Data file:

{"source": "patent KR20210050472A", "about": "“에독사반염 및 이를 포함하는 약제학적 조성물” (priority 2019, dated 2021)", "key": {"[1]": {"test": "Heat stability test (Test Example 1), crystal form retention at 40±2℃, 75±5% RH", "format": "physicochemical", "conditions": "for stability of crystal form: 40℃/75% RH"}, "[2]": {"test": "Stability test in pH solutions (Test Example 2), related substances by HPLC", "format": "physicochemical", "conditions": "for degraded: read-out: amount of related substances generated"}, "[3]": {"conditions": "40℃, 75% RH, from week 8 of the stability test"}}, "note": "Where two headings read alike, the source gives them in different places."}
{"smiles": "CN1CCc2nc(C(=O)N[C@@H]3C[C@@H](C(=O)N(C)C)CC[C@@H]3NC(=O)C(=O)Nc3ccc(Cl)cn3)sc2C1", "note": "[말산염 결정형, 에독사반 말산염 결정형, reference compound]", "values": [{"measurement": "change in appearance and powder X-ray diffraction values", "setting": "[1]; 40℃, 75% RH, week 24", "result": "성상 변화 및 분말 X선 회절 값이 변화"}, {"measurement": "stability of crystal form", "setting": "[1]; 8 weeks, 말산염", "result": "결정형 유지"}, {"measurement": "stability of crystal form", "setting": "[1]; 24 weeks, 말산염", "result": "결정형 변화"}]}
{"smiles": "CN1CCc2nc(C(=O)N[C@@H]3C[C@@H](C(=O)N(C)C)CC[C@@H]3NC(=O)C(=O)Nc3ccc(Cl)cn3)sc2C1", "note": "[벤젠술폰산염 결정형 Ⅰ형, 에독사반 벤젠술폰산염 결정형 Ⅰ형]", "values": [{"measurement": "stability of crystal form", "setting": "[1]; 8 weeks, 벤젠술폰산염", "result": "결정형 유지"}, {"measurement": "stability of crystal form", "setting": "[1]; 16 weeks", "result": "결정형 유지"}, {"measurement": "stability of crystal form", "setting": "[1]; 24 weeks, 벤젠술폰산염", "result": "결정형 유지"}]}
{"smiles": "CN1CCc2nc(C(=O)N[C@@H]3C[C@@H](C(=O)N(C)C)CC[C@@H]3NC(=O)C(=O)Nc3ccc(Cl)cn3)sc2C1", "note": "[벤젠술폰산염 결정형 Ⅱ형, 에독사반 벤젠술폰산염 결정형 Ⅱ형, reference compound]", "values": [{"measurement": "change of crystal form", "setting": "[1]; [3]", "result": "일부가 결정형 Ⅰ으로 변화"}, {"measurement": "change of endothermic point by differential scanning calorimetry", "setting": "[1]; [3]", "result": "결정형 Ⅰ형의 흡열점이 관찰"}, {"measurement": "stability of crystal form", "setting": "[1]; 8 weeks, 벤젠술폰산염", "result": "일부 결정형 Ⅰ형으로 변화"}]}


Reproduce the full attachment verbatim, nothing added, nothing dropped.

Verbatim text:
{"source": "patent KR20210050472A", "about": "“에독사반염 및 이를 포함하는 약제학적 조성물” (priority 2019, dated 2021)", "key": {"[1]": {"test": "Heat stability test (Test Example 1), crystal form retention at 40±2℃, 75±5% RH", "format": "physicochemical", "conditions": "for stability of crystal form: 40℃/75% RH"}, "[2]": {"test": "Stability test in pH solutions (Test Example 2), related substances by HPLC", "format": "physicochemical", "conditions": "for degraded: read-out: amount of related substances generated"}, "[3]": {"conditions": "40℃, 75% RH, from week 8 of the stability test"}}, "note": "Where two headings read alike, the source gives them in different places."}
{"smiles": "CN1CCc2nc(C(=O)N[C@@H]3C[C@@H](C(=O)N(C)C)CC[C@@H]3NC(=O)C(=O)Nc3ccc(Cl)cn3)sc2C1", "note": "[말산염 결정형, 에독사반 말산염 결정형, reference compound]", "values": [{"measurement": "change in appearance and powder X-ray diffraction values", "setting": "[1]; 40℃, 75% RH, week 24", "result": "성상 변화 및 분말 X선 회절 값이 변화"}, {"measurement": "stability of crystal form", "setting": "[1]; 8 weeks, 말산염", "result": "결정형 유지"}, {"measurement": "stability of crystal form", "setting": "[1]; 24 weeks, 말산염", "result": "결정형 변화"}]}
{"smiles": "CN1CCc2nc(C(=O)N[C@@H]3C[C@@H](C(=O)N(C)C)CC[C@@H]3NC(=O)C(=O)Nc3ccc(Cl)cn3)sc2C1", "note": "[벤젠술폰산염 결정형 Ⅰ형, 에독사반 벤젠술폰산염 결정형 Ⅰ형]", "values": [{"measurement": "stability of crystal form", "setting": "[1]; 8 weeks, 벤젠술폰산염", "result": "결정형 유지"}, {"measurement": "stability of crystal form", "setting": "[1]; 16 weeks", "result": "결정형 유지"}, {"measurement": "stability of crystal form", "setting": "[1]; 24 weeks, 벤젠술폰산염", "result": "결정형 유지"}]}
{"smiles": "CN1CCc2nc(C(=O)N[C@@H]3C[C@@H](C(=O)N(C)C)CC[C@@H]3NC(=O)C(=O)Nc3ccc(Cl)cn3)sc2C1", "note": "[벤젠술폰산염 결정형 Ⅱ형, 에독사반 벤젠술폰산염 결정형 Ⅱ형, reference compound]", "values": [{"measurement": "change of crystal form", "setting": "[1]; [3]", "result": "일부가 결정형 Ⅰ으로 변화"}, {"measurement": "change of endothermic point by differential scanning calorimetry", "setting": "[1]; [3]", "result": "결정형 Ⅰ형의 흡열점이 관찰"}, {"measurement": "stability of crystal form", "setting": "[1]; 8 weeks, 벤젠술폰산염", "result": "일부 결정형 Ⅰ형으로 변화"}]}